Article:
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Review: The Strange Case of Finley Jayne

The Strange Case of Finley Jayne (Steampunk Chronicles 0.5) by Kady Cross

Release Date: May 1, 2011
Publisher: Harlequin Teen
Pages: 78
Reading level: Young Adult
My Rating:

Finley Jayne knows she's not 'normal'. Normal girls don't lose time, or have something inside them that makes them capable of remarkably violent things. Her behavior has already cost her one job, so when she's offered the lofty position of companion to Phoebe, a debutante recently engaged to Lord Vincent, she accepts, despite having no experience. Lord Vincent is a man of science with his automatons and inventions, but Finley is suspicious of his motives where Phoebe is concerned. She will do anything to protect her new friend, but what she discovers is even more monstrous than anything she could have imagined…

-- from

I am a huge fan of steampunk. It's up there on my list of favorite settings just shy of dystopians. Ms. Cross provides us with a total immersion into the steampunk genre in this novella which includes everything from corsets to steam-powered metal horses to hints at gothic horror novels such as Mary Shelley's Frankenstein and Robert Louis Stevenson's Strange Case of Dr Jekyll and Mr Hyde. The cast of characters is lively, if physically under-described, and the dialogue tinged with just the right amount of vocabulary and structure relevant to the time period.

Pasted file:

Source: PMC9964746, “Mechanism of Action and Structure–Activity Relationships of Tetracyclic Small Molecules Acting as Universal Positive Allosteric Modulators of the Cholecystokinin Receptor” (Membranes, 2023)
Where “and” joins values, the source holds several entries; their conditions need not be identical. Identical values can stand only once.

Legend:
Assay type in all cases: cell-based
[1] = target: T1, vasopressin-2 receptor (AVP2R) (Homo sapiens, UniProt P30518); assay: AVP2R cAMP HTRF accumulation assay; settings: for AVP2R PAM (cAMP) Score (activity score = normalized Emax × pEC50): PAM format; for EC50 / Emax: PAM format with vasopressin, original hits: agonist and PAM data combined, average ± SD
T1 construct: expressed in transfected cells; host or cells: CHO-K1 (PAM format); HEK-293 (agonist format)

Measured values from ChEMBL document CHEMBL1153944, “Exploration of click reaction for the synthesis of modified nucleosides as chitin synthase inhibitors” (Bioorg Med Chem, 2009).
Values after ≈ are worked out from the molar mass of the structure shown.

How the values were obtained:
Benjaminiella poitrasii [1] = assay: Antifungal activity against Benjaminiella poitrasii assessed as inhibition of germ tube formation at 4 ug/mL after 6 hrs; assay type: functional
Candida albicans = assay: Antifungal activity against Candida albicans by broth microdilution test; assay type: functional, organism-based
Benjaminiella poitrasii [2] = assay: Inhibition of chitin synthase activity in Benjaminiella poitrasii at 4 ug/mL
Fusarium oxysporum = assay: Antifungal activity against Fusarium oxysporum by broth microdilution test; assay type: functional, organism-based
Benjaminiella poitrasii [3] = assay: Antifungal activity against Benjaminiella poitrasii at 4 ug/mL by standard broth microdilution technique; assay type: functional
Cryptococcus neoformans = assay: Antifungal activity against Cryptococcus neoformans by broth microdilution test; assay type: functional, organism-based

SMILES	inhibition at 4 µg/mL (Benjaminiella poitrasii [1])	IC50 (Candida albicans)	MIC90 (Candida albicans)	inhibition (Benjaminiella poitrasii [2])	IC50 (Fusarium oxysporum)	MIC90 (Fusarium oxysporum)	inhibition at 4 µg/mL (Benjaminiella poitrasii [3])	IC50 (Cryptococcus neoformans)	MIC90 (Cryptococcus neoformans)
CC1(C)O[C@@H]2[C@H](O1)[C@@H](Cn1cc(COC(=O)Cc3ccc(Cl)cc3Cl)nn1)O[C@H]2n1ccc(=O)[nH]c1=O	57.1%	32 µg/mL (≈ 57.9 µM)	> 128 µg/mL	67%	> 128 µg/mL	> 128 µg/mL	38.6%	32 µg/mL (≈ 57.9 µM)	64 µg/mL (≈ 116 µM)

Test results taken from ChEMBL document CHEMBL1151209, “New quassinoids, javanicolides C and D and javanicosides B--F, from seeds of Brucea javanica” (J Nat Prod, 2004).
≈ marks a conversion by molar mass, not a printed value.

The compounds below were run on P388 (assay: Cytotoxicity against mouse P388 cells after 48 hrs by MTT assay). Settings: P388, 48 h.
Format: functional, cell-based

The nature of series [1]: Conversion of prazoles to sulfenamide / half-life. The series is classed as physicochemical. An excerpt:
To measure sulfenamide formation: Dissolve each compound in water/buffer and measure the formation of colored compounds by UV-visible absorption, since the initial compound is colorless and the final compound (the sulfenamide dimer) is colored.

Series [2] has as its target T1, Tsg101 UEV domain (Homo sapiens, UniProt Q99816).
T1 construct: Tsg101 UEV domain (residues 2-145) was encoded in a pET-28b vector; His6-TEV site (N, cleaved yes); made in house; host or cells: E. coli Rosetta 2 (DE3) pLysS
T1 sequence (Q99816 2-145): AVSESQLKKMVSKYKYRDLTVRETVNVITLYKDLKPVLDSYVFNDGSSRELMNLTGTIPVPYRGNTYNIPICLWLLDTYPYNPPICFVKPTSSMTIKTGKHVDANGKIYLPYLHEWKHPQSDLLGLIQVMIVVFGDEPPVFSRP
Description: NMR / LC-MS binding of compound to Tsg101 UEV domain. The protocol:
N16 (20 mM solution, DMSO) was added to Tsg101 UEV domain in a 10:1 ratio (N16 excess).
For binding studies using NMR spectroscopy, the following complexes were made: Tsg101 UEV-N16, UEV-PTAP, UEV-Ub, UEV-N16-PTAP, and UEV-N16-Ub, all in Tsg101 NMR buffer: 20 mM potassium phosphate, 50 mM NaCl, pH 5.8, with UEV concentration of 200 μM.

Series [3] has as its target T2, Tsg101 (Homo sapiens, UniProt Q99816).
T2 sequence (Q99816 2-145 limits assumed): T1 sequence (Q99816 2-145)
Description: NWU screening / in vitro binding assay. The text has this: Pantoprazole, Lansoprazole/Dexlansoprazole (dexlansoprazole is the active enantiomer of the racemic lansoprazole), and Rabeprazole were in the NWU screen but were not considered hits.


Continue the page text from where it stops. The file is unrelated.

I was impressed that in such a short amount of time we are introduced to Finley Jayne and get to know her pretty well. She is a girl who hides a very dark, secret side of herself. A side that comes out to protect those for whom she cares, which includes her employer, Lady Morton, Lady Morton's daughter Phoebe, who is set to marry a very ominous older man who seems to have hidden plans for his fiancee. I felt Finley was a little butch for my tastes and a little too apt to jump to mistaken knee-jerk reactions, but generally she is very likable as are the rest of the characters. Even the villain has his moment.

The beginning is a little slow but after Finley is established and the circumstances set up, the novella was packed with action. Some parts so well-described as to leave the reader feeling they were standing on the sideline while it all rushed by. Ms. Cross is excellent at descriptive writing, down to recounting Finley's modern (to the era) outfits. I could see and smell the world. Which is why it was disappointing that none of the characters is actually given a full description when we meet them. Including Finley who, on the cover of The Girl in the Steel Corset, appears to have dark hair. Half way through the novella, it is stated that her hair is honey blond. We aren't told her color of her eyes at the beginning either, only that they are like her dead father's. Later on we are told the color. We know more about what people are wearing than we do about what they look like so it was difficult to get a clear picture of the characters in mind.

It was an enjoyable read over all. I hope that we get to see more of the elusive Lord Greythorne in the forthcoming novel. I also hope that Ms. Cross will extend her creative genius to giving us a better idea of what her characters look like so we can see them as she does. Oh yes, and maybe fewer plum-colored satin dresses. I think Finley had 3 of them in this short novella! :)


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